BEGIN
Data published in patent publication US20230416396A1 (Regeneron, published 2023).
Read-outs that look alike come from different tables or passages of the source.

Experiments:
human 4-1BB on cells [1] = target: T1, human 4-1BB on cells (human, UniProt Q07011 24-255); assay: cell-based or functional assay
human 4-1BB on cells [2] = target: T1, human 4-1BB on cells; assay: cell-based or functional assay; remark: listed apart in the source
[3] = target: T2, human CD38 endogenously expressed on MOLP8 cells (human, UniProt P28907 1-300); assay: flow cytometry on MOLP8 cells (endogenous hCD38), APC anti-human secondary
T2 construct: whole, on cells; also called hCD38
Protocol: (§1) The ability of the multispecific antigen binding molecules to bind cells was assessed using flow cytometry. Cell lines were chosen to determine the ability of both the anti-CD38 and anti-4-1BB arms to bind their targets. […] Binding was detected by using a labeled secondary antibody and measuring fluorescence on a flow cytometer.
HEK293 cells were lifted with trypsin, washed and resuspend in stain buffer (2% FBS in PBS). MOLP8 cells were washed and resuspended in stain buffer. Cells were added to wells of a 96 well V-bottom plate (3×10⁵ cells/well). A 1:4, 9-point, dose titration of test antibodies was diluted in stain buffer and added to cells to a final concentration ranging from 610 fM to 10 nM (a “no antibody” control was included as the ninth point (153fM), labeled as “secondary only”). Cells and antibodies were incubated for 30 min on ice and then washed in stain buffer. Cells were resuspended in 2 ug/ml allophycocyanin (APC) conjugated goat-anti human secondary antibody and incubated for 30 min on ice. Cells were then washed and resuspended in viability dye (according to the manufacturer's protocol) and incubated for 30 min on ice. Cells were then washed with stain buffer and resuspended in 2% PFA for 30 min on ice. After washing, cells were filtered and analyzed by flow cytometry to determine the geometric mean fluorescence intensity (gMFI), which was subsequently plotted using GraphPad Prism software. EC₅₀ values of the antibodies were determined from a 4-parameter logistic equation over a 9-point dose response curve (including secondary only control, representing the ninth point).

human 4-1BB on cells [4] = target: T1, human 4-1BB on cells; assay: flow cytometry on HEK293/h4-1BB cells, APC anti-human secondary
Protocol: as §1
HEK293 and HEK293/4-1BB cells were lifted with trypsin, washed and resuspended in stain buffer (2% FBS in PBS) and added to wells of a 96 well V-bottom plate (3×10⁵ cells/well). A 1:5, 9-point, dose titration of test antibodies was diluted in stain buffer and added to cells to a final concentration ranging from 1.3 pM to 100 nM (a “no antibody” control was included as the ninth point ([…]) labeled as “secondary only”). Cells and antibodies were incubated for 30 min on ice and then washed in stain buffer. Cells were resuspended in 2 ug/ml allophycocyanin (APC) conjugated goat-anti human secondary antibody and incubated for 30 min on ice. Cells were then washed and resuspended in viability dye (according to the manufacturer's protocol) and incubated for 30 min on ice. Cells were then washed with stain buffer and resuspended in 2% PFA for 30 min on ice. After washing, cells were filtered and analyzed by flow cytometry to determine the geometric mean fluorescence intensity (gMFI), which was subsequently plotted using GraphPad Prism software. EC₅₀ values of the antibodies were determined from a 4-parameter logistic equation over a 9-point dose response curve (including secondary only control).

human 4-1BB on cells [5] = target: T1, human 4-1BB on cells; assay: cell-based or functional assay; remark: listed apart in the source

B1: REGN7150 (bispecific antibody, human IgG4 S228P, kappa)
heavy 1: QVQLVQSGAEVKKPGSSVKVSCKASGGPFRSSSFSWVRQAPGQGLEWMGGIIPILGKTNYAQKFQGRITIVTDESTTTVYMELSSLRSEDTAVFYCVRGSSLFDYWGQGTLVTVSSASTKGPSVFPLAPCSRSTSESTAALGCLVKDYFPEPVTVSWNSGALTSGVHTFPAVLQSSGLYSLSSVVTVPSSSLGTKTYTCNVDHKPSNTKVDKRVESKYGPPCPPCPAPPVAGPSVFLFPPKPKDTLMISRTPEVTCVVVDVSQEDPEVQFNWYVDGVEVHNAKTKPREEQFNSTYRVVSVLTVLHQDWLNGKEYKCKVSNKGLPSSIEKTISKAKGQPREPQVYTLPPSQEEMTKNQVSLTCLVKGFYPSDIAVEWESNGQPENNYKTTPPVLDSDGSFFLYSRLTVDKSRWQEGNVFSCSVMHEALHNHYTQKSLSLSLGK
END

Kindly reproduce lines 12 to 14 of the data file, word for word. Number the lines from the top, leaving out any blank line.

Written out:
HEK293 and HEK293/4-1BB cells were lifted with trypsin, washed and resuspended in stain buffer (2% FBS in PBS) and added to wells of a 96 well V-bottom plate (3×10⁵ cells/well). A 1:5, 9-point, dose titration of test antibodies was diluted in stain buffer and added to cells to a final concentration ranging from 1.3 pM to 100 nM (a “no antibody” control was included as the ninth point ([…]) labeled as “secondary only”). Cells and antibodies were incubated for 30 min on ice and then washed in stain buffer. Cells were resuspended in 2 ug/ml allophycocyanin (APC) conjugated goat-anti human secondary antibody and incubated for 30 min on ice. Cells were then washed and resuspended in viability dye (according to the manufacturer's protocol) and incubated for 30 min on ice. Cells were then washed with stain buffer and resuspended in 2% PFA for 30 min on ice. After washing, cells were filtered and analyzed by flow cytometry to determine the geometric mean fluorescence intensity (gMFI), which was subsequently plotted using GraphPad Prism software. EC₅₀ values of the antibodies were determined from a 4-parameter logistic equation over a 9-point dose response curve (including secondary only control).

human 4-1BB on cells [5] = target: T1, human 4-1BB on cells; assay: cell-based or functional assay; remark: listed apart in the source

B1: REGN7150 (bispecific antibody, human IgG4 S228P, kappa)